We are delighted to be today’s stop on the Strange Tales Blog Tour, and more than a little bit pleased to be featuring author and storyteller Daniel Morden in a Q and A. Strange Tales is a collection of nine short stories inspired by world myths and folklore – full of intrigue, mystery, magic and mayhem. Presented in a hardback gift edition by Firefly Press, it is a thing of beauty publishing on 28th September 2023.
Congratulations on Strange Tales.
Thank you! I am proud of the book. It contains some of my favourite stories: stories that have been such fun to tell, and stories that niggle at me, like a pebble in my shoe.
What are the main differences between speaking stories and writing stories?
When you tell a story you can colour the words. Your intonation, gesture, rhythm and facial expression inform the audience’s response. If you say something in a sarcastic tone, the audience will understand it to be a joke. If you write the same words, without the sarcastic tone of voice it could become confusing or even offensive.
Your intonation, gesture etc., means it is obvious which character is speaking, so you don’t have to say, he said. On the page you have to explicitly state who is speaking, especially if there are more than two characters in the scene, which means you have to interrupt the flow of the dialogue with he saids and she saids. Often the dialogue in a spoken version of a story is quickfire and rhythmical, and this is lost because of the scaffolding.
But books are lovely! They are always beside you for you to enjoy, unlike a storyteller. And they travel to more places than I can visit in one lifetime.
How do you go about making the transition from performing a story to writing it down? What are the challenges?
First I write it exactly as I would tell it. Then I send it it to my editor, who replies with comments such as, Who is speaking here? Why does she say this? Give us some adverbs!, the scales fall from my eyes and I realise that the story needs more description and context because the reader cannot hear my voice as they read. The challenge is to try to retain the propulsive momentum of a spoken telling despite the additional contextualising.
Tell us about Daniel Crowley – where and when did you first hear his tale?
I first encountered the story as part of a play called SAVAGE JUSTICE back in the eighties. Because it was a play, they could have great fun with the ghostly party. One actor mimed peeling off his skin, and playing his ribs like a xylophone!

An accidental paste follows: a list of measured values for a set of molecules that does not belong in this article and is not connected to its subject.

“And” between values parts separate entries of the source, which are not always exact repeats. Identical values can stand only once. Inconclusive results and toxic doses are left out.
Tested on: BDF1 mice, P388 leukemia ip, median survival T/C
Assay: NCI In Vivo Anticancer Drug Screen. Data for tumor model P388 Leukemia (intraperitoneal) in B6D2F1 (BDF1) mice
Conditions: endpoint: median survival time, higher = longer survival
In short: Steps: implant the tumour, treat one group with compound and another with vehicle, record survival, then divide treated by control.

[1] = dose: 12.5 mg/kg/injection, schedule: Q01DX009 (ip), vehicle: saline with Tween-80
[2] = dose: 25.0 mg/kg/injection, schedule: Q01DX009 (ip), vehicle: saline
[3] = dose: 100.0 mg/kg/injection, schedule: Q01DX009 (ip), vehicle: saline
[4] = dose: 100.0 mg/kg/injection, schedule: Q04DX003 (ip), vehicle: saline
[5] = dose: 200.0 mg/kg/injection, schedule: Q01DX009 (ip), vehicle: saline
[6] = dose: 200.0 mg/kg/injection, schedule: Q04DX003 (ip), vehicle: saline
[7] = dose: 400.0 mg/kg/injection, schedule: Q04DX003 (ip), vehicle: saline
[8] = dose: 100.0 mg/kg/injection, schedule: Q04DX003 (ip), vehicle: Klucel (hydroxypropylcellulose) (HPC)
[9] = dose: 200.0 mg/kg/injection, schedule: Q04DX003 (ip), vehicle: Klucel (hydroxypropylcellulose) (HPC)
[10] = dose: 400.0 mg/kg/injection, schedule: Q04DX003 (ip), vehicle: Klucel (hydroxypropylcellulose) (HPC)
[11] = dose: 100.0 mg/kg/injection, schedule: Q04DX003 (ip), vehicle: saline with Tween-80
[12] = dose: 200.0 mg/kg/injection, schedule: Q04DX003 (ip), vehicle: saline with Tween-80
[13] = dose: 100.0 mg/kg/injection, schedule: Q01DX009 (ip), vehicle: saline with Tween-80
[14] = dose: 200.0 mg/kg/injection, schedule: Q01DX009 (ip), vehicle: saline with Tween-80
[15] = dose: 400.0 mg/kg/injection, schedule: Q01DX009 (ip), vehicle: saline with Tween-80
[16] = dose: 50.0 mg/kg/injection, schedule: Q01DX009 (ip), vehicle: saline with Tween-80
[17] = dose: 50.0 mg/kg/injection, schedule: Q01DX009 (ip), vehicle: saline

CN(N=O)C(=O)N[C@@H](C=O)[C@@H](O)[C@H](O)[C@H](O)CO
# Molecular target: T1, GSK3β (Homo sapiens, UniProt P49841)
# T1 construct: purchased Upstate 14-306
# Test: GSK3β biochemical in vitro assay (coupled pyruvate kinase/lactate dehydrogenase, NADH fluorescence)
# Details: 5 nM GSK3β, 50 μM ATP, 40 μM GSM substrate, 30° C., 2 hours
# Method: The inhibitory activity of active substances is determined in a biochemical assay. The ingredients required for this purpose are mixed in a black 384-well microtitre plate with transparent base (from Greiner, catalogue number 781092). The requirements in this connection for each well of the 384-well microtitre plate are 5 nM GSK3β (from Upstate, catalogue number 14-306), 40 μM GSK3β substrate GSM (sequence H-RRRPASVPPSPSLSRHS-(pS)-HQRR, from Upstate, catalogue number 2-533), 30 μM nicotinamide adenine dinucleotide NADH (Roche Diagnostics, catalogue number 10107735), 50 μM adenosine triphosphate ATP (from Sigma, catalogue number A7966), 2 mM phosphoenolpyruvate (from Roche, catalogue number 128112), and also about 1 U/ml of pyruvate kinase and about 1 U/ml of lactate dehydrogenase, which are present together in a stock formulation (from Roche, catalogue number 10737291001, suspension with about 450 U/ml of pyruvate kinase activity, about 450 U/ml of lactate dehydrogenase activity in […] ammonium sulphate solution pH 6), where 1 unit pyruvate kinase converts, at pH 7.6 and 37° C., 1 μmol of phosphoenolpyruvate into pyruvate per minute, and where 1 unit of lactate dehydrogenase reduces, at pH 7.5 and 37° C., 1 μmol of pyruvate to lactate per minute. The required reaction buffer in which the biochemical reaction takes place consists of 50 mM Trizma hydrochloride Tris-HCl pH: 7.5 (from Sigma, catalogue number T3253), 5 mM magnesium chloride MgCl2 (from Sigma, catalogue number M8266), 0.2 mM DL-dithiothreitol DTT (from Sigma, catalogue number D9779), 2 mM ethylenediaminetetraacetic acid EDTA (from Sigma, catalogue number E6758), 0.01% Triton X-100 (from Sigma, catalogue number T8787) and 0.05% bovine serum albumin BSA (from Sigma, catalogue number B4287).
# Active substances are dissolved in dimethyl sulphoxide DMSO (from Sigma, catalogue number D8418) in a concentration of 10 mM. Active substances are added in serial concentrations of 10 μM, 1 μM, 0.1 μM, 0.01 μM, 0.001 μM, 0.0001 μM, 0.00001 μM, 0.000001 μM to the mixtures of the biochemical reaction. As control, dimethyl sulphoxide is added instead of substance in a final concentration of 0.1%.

How have you changed the version you first came upon?
The ending felt abrupt: next morning Daniel’s apprentices found him lying amongst the chaos of his workshop. What happened to him then? did this experience change him? So I added a little coda – you will have to read the book to discover if it is an improvement!
Some of the Strange Tales have a gruesome and unnerving aspect. Do you find yourself tempering (or even amplifying) your words for an audience?
When I am performing, I can show the character’s disgusted/appalled/horrified response to what they are seeing, without having to explicitly describe the sight that provoked this extreme response. I have to spell out the horror in the written version, so inevitably it can feel more disturbing! I trusted my editor to rein me in when necessary.
The book is called STRANGE TALES and the cover is ominous. It is very clear what you are getting! My main concern is that the stories are not creepy enough to meet the expectations set up by the cover…
You are twice the winner of the Tir na nOg Award for books with a Welsh context. Does winning awards and recognition have an impact on your craft?
It helps to raise the profile of the book. A writer once said publishing a book is like throwing a rose petal down the Grand Canyon and expecting to hear it land. At this time of year there is always a deluge of new books, most of which disappear very quickly. Winning an award gives the book a second chance to reach an audience.
You often combine storytelling with music. When is this most successful?
Music is very powerful. It can make us feel emotion very quickly. Just think of the JAWS theme. The teller has to adapt their performance to allow the musicians to work their magic. Often I realise I don’t need to say whole paragraphs because in a few moments the music has evoked what I was trying to convey. I think the teller has to behave as if they are another musician contributing to an overall sound, rather than assuming they have to dominate.
Who are amongst your favourite storytellers?
Jan Blake is the real deal. Big hearted, funny, exuberant, shocking, thrilling… you never know what she is going to say next!
What other books can you recommend to readers who have enjoyed your stories?
The Red Gloves by Catherine Fisher – a wonderful collection of eerie stories that will haunt you long after you have finished the book.
Clockwork by Phillip Pullman. You can read it in a single (winter’s) evening. Full of magic, mystery and suspense.
Strange Tales is published by Firefly Press on 28.09.2023. Huge thanks to Daniel Morden for answering our questions and to Lucy Mohan at Firefly Press for inviting us. Buy a copy of the book here and also check out links to Daniel’s website and Twitter.